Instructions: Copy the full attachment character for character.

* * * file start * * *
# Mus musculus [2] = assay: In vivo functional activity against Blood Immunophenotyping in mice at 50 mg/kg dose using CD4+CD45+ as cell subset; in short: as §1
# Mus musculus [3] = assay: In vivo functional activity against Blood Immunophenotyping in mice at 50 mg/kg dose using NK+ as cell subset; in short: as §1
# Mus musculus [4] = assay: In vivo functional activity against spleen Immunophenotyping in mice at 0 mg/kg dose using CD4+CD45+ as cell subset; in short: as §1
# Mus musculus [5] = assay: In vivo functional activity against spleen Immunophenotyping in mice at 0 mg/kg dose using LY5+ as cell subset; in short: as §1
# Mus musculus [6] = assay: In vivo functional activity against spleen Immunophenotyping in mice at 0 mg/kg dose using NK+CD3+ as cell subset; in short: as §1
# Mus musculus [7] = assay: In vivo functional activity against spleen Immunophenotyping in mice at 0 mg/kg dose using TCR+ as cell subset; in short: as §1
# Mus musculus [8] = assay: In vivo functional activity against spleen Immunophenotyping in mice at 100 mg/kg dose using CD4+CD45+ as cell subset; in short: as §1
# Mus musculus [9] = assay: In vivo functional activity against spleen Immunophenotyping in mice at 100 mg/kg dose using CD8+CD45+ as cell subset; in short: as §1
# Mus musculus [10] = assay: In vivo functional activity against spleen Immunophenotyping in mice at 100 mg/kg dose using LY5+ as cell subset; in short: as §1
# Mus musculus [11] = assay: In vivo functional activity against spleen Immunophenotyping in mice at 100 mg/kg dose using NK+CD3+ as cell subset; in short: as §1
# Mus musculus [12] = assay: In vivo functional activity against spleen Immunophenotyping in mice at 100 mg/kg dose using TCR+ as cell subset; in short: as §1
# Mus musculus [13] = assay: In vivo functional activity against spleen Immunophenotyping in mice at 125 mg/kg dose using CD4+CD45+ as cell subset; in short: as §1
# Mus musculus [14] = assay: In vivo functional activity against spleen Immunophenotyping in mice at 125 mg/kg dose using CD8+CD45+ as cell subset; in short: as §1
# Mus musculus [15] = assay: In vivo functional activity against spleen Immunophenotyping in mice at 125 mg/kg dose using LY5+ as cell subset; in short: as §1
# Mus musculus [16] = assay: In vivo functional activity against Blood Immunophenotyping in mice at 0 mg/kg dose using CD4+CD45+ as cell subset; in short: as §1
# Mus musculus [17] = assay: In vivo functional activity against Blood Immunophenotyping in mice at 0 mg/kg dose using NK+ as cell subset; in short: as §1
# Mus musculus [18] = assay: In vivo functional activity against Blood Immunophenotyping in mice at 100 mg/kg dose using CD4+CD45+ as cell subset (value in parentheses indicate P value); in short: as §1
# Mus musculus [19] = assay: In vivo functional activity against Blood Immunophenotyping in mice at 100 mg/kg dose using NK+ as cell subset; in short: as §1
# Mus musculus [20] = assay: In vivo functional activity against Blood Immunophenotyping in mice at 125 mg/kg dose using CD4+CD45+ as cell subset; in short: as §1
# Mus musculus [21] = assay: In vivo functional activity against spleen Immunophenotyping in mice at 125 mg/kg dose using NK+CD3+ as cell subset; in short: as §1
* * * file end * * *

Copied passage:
# Mus musculus [2] = assay: In vivo functional activity against Blood Immunophenotyping in mice at 50 mg/kg dose using CD4+CD45+ as cell subset; in short: as §1
# Mus musculus [3] = assay: In vivo functional activity against Blood Immunophenotyping in mice at 50 mg/kg dose using NK+ as cell subset; in short: as §1
# Mus musculus [4] = assay: In vivo functional activity against spleen Immunophenotyping in mice at 0 mg/kg dose using CD4+CD45+ as cell subset; in short: as §1
# Mus musculus [5] = assay: In vivo functional activity against spleen Immunophenotyping in mice at 0 mg/kg dose using LY5+ as cell subset; in short: as §1
# Mus musculus [6] = assay: In vivo functional activity against spleen Immunophenotyping in mice at 0 mg/kg dose using NK+CD3+ as cell subset; in short: as §1
# Mus musculus [7] = assay: In vivo functional activity against spleen Immunophenotyping in mice at 0 mg/kg dose using TCR+ as cell subset; in short: as §1
# Mus musculus [8] = assay: In vivo functional activity against spleen Immunophenotyping in mice at 100 mg/kg dose using CD4+CD45+ as cell subset; in short: as §1
# Mus musculus [9] = assay: In vivo functional activity against spleen Immunophenotyping in mice at 100 mg/kg dose using CD8+CD45+ as cell subset; in short: as §1
# Mus musculus [10] = assay: In vivo functional activity against spleen Immunophenotyping in mice at 100 mg/kg dose using LY5+ as cell subset; in short: as §1
# Mus musculus [11] = assay: In vivo functional activity against spleen Immunophenotyping in mice at 100 mg/kg dose using NK+CD3+ as cell subset; in short: as §1
# Mus musculus [12] = assay: In vivo functional activity against spleen Immunophenotyping in mice at 100 mg/kg dose using TCR+ as cell subset; in short: as §1
# Mus musculus [13] = assay: In vivo functional activity against spleen Immunophenotyping in mice at 125 mg/kg dose using CD4+CD45+ as cell subset; in short: as §1
# Mus musculus [14] = assay: In vivo functional activity against spleen Immunophenotyping in mice at 125 mg/kg dose using CD8+CD45+ as cell subset; in short: as §1
# Mus musculus [15] = assay: In vivo functional activity against spleen Immunophenotyping in mice at 125 mg/kg dose using LY5+ as cell subset; in short: as §1
# Mus musculus [16] = assay: In vivo functional activity against Blood Immunophenotyping in mice at 0 mg/kg dose using CD4+CD45+ as cell subset; in short: as §1
# Mus musculus [17] = assay: In vivo functional activity against Blood Immunophenotyping in mice at 0 mg/kg dose using NK+ as cell subset; in short: as §1
# Mus musculus [18] = assay: In vivo functional activity against Blood Immunophenotyping in mice at 100 mg/kg dose using CD4+CD45+ as cell subset (value in parentheses indicate P value); in short: as §1
# Mus musculus [19] = assay: In vivo functional activity against Blood Immunophenotyping in mice at 100 mg/kg dose using NK+ as cell subset; in short: as §1
# Mus musculus [20] = assay: In vivo functional activity against Blood Immunophenotyping in mice at 125 mg/kg dose using CD4+CD45+ as cell subset; in short: as §1
# Mus musculus [21] = assay: In vivo functional activity against spleen Immunophenotyping in mice at 125 mg/kg dose using NK+CD3+ as cell subset; in short: as §1